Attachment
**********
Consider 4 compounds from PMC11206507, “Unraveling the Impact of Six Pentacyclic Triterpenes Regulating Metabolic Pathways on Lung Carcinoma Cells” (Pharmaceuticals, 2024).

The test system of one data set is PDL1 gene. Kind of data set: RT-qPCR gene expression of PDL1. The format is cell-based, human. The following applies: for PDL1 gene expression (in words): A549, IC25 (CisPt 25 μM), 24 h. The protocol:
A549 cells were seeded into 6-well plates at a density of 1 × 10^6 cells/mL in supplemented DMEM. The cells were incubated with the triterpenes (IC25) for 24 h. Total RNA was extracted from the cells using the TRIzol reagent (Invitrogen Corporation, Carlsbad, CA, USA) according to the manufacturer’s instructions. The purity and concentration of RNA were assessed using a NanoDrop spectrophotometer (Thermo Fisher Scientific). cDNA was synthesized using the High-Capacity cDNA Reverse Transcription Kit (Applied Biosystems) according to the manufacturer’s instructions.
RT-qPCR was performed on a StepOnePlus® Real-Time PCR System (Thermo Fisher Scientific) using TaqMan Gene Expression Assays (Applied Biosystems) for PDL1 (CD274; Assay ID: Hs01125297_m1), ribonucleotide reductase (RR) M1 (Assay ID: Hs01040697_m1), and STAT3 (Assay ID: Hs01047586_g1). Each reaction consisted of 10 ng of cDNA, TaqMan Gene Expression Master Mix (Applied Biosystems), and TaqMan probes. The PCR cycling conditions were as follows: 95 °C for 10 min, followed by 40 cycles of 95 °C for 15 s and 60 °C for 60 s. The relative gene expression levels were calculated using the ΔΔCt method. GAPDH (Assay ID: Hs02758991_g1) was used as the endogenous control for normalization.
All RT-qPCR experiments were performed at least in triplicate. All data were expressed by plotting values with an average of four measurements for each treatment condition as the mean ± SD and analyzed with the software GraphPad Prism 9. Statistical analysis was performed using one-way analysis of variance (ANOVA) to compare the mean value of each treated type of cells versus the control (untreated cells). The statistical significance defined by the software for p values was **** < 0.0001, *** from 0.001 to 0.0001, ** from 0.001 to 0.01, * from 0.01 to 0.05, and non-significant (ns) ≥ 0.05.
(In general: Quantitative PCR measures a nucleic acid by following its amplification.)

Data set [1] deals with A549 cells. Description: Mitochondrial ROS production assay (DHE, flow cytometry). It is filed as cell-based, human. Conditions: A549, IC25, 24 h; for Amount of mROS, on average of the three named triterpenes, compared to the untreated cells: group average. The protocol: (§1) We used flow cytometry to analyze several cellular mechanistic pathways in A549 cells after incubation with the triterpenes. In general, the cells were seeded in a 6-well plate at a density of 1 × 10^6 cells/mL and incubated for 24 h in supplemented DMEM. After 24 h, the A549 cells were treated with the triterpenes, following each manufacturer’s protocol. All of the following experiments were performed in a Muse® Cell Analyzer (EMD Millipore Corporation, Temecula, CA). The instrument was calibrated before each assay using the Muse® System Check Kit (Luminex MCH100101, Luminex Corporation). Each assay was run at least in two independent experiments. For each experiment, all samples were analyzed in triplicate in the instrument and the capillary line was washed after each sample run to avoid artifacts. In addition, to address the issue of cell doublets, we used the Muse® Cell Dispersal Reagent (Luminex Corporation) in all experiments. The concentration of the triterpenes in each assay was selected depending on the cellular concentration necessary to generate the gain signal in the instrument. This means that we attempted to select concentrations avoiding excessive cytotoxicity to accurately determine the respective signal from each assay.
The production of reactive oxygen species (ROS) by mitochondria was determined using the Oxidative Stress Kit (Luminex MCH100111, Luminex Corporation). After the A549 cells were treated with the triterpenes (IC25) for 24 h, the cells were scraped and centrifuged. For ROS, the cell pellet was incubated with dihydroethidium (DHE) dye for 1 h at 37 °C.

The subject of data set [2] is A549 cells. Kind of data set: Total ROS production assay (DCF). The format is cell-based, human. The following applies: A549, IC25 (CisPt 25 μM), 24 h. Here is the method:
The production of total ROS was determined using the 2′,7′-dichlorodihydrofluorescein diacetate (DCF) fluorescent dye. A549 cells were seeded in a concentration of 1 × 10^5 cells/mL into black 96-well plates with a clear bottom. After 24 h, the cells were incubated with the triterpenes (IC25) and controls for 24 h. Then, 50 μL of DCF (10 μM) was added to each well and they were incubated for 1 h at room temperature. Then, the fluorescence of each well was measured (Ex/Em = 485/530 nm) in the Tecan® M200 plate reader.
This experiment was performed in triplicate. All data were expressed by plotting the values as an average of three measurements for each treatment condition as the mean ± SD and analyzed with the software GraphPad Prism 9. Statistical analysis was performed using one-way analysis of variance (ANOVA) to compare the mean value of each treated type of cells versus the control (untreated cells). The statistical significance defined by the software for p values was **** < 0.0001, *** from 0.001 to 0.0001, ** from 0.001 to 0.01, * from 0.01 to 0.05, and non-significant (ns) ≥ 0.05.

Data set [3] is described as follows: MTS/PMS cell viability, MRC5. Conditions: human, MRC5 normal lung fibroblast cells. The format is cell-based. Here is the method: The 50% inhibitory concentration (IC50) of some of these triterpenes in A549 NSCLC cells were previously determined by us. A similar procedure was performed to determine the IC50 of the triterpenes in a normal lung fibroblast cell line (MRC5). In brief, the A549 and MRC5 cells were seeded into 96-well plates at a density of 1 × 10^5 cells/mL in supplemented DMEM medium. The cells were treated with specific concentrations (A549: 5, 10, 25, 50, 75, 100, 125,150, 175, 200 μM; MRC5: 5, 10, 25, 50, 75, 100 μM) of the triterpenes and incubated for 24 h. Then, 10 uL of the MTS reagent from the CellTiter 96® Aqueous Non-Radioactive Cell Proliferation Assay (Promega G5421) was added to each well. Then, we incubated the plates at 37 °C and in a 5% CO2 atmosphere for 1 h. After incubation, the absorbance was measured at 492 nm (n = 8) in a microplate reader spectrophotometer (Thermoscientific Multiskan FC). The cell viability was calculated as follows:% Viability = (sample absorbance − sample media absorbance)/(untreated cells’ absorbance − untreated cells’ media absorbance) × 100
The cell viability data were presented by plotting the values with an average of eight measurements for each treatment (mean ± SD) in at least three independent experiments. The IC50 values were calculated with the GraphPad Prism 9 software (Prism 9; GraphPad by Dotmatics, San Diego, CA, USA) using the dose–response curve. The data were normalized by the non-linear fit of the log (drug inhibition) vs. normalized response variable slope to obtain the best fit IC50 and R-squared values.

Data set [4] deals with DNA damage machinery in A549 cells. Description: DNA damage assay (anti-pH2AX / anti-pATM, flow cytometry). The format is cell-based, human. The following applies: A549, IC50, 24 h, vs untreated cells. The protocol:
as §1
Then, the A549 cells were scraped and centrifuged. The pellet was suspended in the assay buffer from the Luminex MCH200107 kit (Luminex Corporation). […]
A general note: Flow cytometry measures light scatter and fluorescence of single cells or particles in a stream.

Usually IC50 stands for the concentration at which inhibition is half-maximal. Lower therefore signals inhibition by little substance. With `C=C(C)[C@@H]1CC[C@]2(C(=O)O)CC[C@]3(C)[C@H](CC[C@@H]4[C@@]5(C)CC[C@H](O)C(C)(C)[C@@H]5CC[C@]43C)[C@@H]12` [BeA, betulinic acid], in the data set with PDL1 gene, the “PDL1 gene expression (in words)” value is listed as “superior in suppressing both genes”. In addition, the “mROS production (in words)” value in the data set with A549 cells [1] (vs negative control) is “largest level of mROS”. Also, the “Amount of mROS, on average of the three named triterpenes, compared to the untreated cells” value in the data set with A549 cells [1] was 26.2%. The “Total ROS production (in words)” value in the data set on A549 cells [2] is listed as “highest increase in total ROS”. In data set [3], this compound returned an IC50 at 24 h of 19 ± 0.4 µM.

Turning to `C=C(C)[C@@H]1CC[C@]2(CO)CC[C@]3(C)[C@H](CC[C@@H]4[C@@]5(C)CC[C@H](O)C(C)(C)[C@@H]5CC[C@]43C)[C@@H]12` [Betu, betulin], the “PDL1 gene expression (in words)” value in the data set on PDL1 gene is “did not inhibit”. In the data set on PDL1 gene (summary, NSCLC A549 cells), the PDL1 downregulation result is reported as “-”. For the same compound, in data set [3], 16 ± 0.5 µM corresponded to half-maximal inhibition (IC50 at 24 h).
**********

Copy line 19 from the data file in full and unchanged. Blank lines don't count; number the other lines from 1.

Turning to `C=C(C)[C@@H]1CC[C@]2(CO)CC[C@]3(C)[C@H](CC[C@@H]4[C@@]5(C)CC[C@H](O)C(C)(C)[C@@H]5CC[C@]43C)[C@@H]12` [Betu, betulin], the “PDL1 gene expression (in words)” value in the data set on PDL1 gene is “did not inhibit”. In the data set on PDL1 gene (summary, NSCLC A549 cells), the PDL1 downregulation result is reported as “-”. For the same compound, in data set [3], 16 ± 0.5 µM corresponded to half-maximal inhibition (IC50 at 24 h).